We are beloved of a God that looks as tirelessly for us as a woman searching for her lost coin, as a shepherd that will leave an entire flock to embrace that lone, wandering sheep, as a father that welcomes an errant, broken and defeated son with overwhelming joy.  We are beloved of a Savior that meets a persecutor of Christians on a road and makes of even him an unapologetic zealot for the risen Lord.  We are beloved of a God who knew us before we were knit in our mother’s womb.

Each time we renew our own baptismal vows we stand at the border.  Each time we accept our place as beloved children of God we stand at the border.  Each time we approach the table together, we stand at the border.  It is an act of courage to claim Jesus as Messiah and Savior and our identity and purpose in Him; knowing each other as siblings of beloved community in justice, love and companionship. 

“Becoming the Beloved means letting the truth of our Beloved-ness become enfleshed in everything we think say and do.” (Nouwen)  In his book Life of the Beloved, Henri Nouwen delves into four spiritual movements to knowing who and whose we are as followers of Christ.  Taken, blessed, broken and given.  He says ”These words summarize my life as a Christian, because as a Christian, I am called to become bread for the world: bread that is taken blessed, broken and given….they summarize my life as a human being because in every moment of my life somewhere, somehow the taking, the blessing, the breaking and giving are taking place.”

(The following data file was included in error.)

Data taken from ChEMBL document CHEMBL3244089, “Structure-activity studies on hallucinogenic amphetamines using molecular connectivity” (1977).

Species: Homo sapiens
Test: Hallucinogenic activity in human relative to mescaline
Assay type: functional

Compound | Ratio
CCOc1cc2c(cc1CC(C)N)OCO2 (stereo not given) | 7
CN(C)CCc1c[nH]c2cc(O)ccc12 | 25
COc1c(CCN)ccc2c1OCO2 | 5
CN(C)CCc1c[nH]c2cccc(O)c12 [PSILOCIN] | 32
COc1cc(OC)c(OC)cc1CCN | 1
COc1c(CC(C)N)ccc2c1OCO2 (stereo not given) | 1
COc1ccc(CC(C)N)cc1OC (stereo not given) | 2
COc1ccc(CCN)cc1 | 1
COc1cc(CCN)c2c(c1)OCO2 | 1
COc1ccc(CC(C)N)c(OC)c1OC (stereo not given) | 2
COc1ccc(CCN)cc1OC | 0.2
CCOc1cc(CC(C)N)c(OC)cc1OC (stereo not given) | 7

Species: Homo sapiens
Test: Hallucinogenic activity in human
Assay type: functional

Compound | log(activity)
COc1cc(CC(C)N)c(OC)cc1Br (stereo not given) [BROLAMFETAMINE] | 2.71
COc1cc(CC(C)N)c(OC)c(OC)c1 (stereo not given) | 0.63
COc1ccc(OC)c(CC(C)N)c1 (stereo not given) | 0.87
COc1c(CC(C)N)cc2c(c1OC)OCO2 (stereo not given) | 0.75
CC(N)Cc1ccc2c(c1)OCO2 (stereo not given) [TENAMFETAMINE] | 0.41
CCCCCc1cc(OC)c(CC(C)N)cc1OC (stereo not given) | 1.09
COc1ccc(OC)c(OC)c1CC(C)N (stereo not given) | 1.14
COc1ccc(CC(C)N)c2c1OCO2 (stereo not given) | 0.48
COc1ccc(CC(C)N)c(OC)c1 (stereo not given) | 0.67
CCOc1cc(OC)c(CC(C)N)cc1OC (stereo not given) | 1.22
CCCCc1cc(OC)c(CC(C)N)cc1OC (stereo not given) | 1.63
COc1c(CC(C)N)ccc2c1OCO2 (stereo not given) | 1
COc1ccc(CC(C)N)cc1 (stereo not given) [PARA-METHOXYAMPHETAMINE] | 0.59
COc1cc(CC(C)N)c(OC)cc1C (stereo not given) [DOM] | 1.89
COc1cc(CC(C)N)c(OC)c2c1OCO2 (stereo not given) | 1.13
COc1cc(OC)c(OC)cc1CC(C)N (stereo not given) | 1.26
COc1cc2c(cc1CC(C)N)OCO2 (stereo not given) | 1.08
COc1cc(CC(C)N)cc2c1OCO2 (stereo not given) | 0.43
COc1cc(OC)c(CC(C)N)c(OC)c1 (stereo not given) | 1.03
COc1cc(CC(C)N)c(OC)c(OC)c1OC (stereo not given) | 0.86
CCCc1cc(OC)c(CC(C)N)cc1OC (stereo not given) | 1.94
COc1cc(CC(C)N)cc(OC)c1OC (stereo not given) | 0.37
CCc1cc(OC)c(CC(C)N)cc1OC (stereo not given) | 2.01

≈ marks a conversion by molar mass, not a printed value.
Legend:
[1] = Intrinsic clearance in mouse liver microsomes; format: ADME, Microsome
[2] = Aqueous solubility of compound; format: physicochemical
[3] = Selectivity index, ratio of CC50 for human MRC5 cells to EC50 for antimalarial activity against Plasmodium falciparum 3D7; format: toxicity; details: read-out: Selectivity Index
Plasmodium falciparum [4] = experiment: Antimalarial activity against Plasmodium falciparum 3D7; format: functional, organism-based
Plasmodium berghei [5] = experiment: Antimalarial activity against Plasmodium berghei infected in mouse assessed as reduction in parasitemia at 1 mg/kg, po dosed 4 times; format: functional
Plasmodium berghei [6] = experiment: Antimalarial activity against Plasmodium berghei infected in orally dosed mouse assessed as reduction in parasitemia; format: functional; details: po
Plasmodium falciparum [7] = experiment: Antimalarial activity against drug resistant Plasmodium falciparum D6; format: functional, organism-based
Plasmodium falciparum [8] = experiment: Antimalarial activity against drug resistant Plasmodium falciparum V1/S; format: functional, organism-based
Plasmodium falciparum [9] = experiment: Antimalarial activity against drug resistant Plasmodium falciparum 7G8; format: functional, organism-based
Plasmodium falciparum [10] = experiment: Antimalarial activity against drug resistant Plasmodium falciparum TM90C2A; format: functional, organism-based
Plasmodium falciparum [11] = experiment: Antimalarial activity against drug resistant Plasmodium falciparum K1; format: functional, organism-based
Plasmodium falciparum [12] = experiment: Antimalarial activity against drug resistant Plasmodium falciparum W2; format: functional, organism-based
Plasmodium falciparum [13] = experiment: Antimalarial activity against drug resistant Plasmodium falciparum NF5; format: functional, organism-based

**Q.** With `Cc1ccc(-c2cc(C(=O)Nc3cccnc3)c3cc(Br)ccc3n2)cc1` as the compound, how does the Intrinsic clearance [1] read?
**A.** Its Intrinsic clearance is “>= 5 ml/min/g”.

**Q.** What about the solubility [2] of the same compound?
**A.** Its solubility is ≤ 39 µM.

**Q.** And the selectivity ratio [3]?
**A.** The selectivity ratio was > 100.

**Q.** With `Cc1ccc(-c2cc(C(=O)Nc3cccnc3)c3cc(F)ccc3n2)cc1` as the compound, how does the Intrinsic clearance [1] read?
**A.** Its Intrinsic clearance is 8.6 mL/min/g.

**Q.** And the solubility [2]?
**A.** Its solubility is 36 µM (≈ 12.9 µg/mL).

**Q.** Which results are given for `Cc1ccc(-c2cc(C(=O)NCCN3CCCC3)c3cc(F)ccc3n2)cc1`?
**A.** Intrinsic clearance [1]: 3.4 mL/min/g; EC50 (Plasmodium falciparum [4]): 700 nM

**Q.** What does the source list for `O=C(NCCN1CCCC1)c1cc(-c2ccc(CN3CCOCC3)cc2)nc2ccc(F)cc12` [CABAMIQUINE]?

I’d like to focus on the notion of blessing by relating a story Nouwen tells about the community in which he lived.  It was an intentional community of people living alongside of mentally handicapped adults in Toronto.  A woman, Janet, asked him for a blessing.  He instinctively made a sign of the cross on her head.  “She protested vehemently, ‘no, that doesn’t work. I want a real blessing.” Henri acknowledged the ritualistic quality of his response and called her forward for a blessing in the evening worship. She came to him and laid her head on his chest.

He held her and said, “Janet, I want you to know that you are God’s beloved daughter.  You are precious in God’s eyes.  Your beautiful smile, your kindness to the people in your house and all the good things you do show us what a beautiful human being you are.  I know you are a little low these days and that there is sadness in your heart, but I want you to remember who you are; a very special person, deeply loved by God and all the people who are here with you.” 

Many others came forth that evening asking for and receiving a blessing from within the community.  He writes, The Voice says “You are my beloved son, you are my beloved daughter, my favor rests on you.” When we can hear that voice, trust in it, and always remember it, especially during dark times, we can live our lives as God’s blessed children and find the strength to share that blessing with others.

Our tradition in the Episcopal Church is that Baptism it is not a private matter; It happens in community.  Jesus got in line with the rest of us. In that solidarity, in the incarnation, he destroys the notion of who is wheat and who is chaff.  In Baptism in Christ, we are all welcomed into his Body. The bond in His flesh by God ,through water and the Spirit, cannot be broken.  Our children are learning today that in our Baptism we are marked as Christ’s own forever.  May we live in that assurance of Beloved-ness. 

There is a prayer for the newly baptized in our service that is one of the most beautiful we have in our tradition.

Let us pray.

Heavenly Father, we thank you that by water and the Holy Spirit you have bestowed upon us your servants the forgiveness of sin, and have raised us to the new life of grace.  Sustain us, O Lord, in your Holy Spirit.  Give us a discerning heart, the courage to will and persevere, a spirit to know and love you, and the gift of joy and wonder in all your works.  Amen.   (BCP, 308)